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Old 7th April 2012
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Back to the thread's topic -- your "temporary" I/O error: what might have been the problem, and why did it suddenly resolve after a long time passed by?

Let us assume, for the sake of this discussion, that the timeout was 5 seconds, and your drive spins at a typical 7200rpm.

During that 5 seconds, 600 times the sector passed underneath the head and the write failed. Why would it fail ~600 times and then ... suddenly succeed? Keep in mind:
  • Writes are not tested after being written to the physical media. You won't find out if you've written to a bad sector until you later attempt to read it. However, if the sector is n
  • Writes and reads typically share the use of a cache buffer on the drive electronics. This chunk of RAM improves performance, though on write operations, the drive does not report the write is complete until the block(s) are actually written to the disk.
  • If the drive was busy having trouble on a prior read, and was busy retrying, and placed the write into a queue until the read was either successful or failed.... you would have had other indications of this, such as a read timeout.
There are two possibilities: 1) Perhaps that the sector could not be located by the drive electronics, or the sector header was damaged and could not be read. The sudden success would be due to the electronics selecting a replacement sector from its built-in spares and remapping the sector. Or .... 2) Perhaps the drive was unable to seek to the track, and a realignment exercise was conducted by the drive to correct the error, which took five seconds.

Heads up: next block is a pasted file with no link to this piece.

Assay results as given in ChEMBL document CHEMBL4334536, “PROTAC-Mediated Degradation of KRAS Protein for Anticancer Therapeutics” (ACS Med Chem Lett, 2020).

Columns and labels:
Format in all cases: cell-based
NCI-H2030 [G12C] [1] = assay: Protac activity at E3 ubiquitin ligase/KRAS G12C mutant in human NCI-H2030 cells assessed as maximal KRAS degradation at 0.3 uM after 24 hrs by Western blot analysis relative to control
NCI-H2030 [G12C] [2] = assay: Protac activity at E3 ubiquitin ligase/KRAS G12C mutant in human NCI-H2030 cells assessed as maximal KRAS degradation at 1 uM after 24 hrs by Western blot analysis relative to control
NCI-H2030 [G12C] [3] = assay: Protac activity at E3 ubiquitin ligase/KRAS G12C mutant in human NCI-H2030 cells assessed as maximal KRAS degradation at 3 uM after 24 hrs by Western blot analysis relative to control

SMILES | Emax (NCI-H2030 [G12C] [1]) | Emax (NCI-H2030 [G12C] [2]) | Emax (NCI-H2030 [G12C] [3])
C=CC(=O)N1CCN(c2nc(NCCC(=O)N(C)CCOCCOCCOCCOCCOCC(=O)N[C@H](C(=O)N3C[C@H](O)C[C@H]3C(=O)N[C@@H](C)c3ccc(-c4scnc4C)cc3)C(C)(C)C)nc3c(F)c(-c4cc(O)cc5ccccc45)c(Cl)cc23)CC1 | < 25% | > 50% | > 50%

If you are interested in finding out which it was, your drive electronics may be able to tell you. There is data stored on the electronics, through a technology called SMART. The atactl(8) program can read it, but I find sysutil/smartmontools much easier to use.

Last edited by jggimi; 7th April 2012 at 01:14 AM. Reason: typo, addition of SMART paragraph and link. Added seek error as a plausible root cause
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Old 7th April 2012
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I've revised my thoughts on possible reasons for the error -- not just a sector access error; seek errors may have caused this also. Posting revised.
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Old 7th April 2012
daemonfowl daemonfowl is offline
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thank you for this detailed explanation!
Quote:
not just a sector access error; seek errors may have caused this also
do we describe a sector access error as a hardware-specific problem , while seek errors as software ?
I've read the atactl man page .. it's interesting what kind of information one can get from it .. why isn't there a satactl ?
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Old 7th April 2012
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Seek errors are hardware errors. SATA drives are ATA and may be used with atactl.
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Old 7th April 2012
daemonfowl daemonfowl is offline
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I left that pseudo-Note unchanged so that Ocicat & jgimmi 's helpful replies stay relevant .. one more extra reason against using ports on legacy hardware : mozilla-firefox failed to build on old ibook because of memory exhaustion ! .. this was the error message I received a while ago after one night spent on port-building .. :-)